We had four of the fourteen blade slots filled with two different Intel Xeon D-1541 based nodes, two storage focused nodes and two compute focused. Later in this review we will review those nodes in detail (Part 4 and Part 5.) The entire front face of the chassis is dedicated to these blades. There are no fancy LCD screens, no superfluous ornamentation, just blades and latches. Here is a view of our system being racked atop the Supermicro SuperBlade GPU systems in our data center lab.
While we have two blade variants based on the Intel Xeon D-1541 8 core/ 16 thread CPU, there are many more options available. For starters, Supermicro has versions of the Intel Xeon D blade with up to 16 core processors, a feat that the HPE Moonshot just recently added. Supermicro has nodes with the Atom C2000 series (e.g. the C2750 and C2550) with up to four nodes per blade or 56 nodes per 3U chassis. Supermicro has multi-node Intel Xeon E3 blades both with and without the Intel Iris Pro GPU. There are even nodes available that can support up to dual 120w TDP 18 core/ 36 thread Intel Xeon E5 V4 processors. The flexibility of the design allows one to mix and match MicroBlade nodes in the same chassis.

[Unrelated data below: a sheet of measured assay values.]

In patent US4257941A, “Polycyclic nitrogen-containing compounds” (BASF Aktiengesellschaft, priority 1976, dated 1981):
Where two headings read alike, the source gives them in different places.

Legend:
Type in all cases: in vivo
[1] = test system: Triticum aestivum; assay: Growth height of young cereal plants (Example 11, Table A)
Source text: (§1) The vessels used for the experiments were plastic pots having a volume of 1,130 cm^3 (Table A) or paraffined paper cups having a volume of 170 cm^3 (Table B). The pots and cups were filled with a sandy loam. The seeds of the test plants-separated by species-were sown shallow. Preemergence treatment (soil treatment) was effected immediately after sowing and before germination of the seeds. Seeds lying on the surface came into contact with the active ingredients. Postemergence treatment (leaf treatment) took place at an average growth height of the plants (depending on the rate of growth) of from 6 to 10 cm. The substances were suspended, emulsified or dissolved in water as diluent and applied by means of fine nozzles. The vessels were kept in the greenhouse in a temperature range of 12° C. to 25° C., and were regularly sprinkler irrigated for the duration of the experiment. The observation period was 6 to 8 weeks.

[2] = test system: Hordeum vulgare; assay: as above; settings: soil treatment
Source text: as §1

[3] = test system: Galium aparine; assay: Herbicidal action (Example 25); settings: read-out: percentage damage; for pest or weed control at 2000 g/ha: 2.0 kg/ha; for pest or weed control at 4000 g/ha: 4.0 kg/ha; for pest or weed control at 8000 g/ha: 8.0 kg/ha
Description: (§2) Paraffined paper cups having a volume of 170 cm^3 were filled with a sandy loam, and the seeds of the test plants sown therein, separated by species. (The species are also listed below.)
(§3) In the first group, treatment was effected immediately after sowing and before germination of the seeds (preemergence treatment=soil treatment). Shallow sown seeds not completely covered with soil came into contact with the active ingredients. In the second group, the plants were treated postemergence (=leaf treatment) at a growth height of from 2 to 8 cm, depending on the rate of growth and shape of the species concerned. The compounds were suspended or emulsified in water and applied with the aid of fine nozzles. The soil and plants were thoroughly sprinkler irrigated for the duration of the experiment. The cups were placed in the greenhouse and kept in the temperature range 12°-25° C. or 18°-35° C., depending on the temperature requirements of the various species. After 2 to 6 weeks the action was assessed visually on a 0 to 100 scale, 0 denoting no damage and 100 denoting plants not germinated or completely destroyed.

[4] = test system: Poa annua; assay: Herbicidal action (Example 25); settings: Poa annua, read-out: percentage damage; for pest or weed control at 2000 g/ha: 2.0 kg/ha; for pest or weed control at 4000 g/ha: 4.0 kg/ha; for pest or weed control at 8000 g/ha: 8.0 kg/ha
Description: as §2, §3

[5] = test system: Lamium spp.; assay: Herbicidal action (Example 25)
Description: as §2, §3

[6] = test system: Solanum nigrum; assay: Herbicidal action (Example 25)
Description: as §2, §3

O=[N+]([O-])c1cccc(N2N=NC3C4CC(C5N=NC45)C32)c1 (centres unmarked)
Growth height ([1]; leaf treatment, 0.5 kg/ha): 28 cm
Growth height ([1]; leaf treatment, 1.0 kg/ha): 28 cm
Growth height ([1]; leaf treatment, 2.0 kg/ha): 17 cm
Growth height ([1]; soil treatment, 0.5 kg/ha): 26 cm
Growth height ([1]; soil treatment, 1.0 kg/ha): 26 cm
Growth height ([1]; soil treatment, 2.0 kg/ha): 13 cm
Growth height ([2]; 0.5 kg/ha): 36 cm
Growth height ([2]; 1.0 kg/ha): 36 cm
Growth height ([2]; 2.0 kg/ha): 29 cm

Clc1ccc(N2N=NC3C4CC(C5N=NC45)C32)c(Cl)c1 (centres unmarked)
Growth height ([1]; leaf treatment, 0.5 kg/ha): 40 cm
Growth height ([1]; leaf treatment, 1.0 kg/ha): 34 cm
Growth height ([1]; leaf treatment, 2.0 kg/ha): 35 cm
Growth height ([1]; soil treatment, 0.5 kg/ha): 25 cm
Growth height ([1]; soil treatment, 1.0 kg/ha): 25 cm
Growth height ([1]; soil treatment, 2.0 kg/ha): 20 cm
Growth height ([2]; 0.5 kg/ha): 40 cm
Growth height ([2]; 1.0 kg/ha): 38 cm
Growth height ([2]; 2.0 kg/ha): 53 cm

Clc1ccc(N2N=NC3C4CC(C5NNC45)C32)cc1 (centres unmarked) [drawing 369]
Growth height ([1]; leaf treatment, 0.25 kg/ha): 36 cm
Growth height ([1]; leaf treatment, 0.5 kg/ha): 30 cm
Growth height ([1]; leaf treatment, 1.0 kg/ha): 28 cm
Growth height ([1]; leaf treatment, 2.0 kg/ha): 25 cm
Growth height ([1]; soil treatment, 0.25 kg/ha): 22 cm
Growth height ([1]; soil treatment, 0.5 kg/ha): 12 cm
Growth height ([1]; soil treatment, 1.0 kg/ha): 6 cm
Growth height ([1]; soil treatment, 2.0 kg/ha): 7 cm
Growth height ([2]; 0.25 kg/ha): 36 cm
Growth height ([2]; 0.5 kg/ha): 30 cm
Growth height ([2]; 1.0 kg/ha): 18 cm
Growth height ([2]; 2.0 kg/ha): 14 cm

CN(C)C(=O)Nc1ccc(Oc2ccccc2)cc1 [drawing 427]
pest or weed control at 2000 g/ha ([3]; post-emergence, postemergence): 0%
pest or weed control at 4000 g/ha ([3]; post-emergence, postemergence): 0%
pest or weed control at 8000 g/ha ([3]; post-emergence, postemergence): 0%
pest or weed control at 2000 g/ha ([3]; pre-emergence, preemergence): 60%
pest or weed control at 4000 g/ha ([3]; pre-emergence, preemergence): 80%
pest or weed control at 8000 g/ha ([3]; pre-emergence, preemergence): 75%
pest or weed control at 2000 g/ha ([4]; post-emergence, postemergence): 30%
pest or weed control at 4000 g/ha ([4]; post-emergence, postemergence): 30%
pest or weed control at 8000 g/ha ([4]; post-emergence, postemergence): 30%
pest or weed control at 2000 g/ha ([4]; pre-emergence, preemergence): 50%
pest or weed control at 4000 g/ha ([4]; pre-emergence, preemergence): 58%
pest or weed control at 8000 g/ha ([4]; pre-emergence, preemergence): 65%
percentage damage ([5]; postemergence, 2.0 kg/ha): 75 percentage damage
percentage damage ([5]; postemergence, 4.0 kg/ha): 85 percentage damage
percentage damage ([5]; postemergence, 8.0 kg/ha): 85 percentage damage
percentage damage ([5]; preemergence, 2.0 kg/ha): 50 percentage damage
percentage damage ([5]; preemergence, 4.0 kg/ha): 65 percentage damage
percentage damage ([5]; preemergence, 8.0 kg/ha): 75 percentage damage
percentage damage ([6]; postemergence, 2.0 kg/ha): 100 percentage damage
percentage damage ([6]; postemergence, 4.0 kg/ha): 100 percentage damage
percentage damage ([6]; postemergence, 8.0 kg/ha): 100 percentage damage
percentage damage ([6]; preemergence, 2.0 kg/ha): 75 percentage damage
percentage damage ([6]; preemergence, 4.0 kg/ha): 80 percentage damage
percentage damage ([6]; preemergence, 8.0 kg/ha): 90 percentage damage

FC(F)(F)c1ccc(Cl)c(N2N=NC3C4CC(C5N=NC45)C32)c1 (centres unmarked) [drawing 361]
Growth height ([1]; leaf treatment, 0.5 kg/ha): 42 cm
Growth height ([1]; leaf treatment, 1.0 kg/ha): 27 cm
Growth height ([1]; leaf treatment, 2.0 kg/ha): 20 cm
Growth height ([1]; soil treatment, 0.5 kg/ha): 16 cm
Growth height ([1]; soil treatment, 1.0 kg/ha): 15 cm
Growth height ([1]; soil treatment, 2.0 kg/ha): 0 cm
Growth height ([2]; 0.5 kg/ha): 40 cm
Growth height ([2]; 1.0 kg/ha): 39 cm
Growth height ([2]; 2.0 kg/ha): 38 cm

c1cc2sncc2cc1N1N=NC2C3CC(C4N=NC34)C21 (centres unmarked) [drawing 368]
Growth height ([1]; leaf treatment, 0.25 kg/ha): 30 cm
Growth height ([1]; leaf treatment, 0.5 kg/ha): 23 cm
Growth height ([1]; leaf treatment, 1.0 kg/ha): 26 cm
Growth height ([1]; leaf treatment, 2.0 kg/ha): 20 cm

Moving to the rear of the unit, you can see the four PSUs. Each PSU is a 2000w unit that also includes fans. These PSU and fan units provide power and cooling redundancy and can be upgraded to higher power units.
There are also rear slots for one chassis management module (CMM) and either one or two switches. In Part 2 of this review we are going to cover management functionality. Our test system came with an Intel based 10GbE switch which we will look at in Part 3 of this review.
Space and Cabling Savings Example
As we set this system up, we saw an immediate benefit: cabling. Four QSFP+ 40GbE cables for our single switch, one out-of-band management Ethernet cable and four power supply cables are all that we needed to get the system up and running. With these nine cables we could have easily serviced 28 Xeon D nodes if we had that number of nodes on hand. Another switch to provide twice the uplink bandwidth or redundancy would have only required adding four additional QSFP+ cables for 13 total. Compare this to the alternative of having 28 nodes each with redundant power, redundant networking, out of band management cables and two switches adding more cables and the picture is clear: if you want high density in a rack and easy cabling, you need a solution like the MicroBlade.